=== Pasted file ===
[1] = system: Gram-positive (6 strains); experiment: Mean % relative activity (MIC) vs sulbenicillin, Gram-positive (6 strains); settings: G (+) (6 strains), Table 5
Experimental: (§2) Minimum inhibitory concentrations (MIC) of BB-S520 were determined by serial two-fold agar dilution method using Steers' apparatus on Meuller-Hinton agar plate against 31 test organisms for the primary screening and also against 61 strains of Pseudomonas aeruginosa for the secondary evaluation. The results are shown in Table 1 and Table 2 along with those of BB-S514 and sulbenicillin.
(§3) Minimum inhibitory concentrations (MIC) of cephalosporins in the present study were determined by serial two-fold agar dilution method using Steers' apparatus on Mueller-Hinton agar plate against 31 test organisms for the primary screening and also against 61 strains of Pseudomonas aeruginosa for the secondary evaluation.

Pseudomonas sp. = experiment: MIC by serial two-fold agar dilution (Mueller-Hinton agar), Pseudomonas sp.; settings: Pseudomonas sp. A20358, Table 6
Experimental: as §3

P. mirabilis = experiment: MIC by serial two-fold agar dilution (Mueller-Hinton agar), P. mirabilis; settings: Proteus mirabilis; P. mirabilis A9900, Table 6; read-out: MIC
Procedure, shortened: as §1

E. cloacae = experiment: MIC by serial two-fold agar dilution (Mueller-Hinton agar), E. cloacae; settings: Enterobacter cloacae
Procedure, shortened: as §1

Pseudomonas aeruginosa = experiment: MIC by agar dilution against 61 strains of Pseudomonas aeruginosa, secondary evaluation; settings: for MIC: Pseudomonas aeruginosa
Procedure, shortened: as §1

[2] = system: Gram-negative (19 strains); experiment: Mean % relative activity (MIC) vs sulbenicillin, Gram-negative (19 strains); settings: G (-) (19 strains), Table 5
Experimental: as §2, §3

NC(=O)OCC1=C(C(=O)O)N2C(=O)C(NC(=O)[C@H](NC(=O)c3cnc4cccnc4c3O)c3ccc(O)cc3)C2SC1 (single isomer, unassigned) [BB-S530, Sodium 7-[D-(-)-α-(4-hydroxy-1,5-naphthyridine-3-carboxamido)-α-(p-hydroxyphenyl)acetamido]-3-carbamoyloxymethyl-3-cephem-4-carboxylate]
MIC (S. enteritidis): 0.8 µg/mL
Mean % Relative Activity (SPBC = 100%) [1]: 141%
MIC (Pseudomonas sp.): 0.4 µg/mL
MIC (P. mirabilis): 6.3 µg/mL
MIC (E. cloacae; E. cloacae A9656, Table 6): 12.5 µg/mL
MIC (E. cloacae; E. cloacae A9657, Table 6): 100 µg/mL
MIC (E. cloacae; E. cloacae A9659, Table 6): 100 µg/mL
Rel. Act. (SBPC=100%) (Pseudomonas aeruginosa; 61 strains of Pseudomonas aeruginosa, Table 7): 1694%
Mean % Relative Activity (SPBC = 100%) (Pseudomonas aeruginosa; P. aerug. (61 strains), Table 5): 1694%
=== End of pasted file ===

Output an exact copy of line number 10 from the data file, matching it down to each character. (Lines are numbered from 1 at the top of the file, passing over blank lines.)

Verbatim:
Pseudomonas aeruginosa = experiment: MIC by agar dilution against 61 strains of Pseudomonas aeruginosa, secondary evaluation; settings: for MIC: Pseudomonas aeruginosa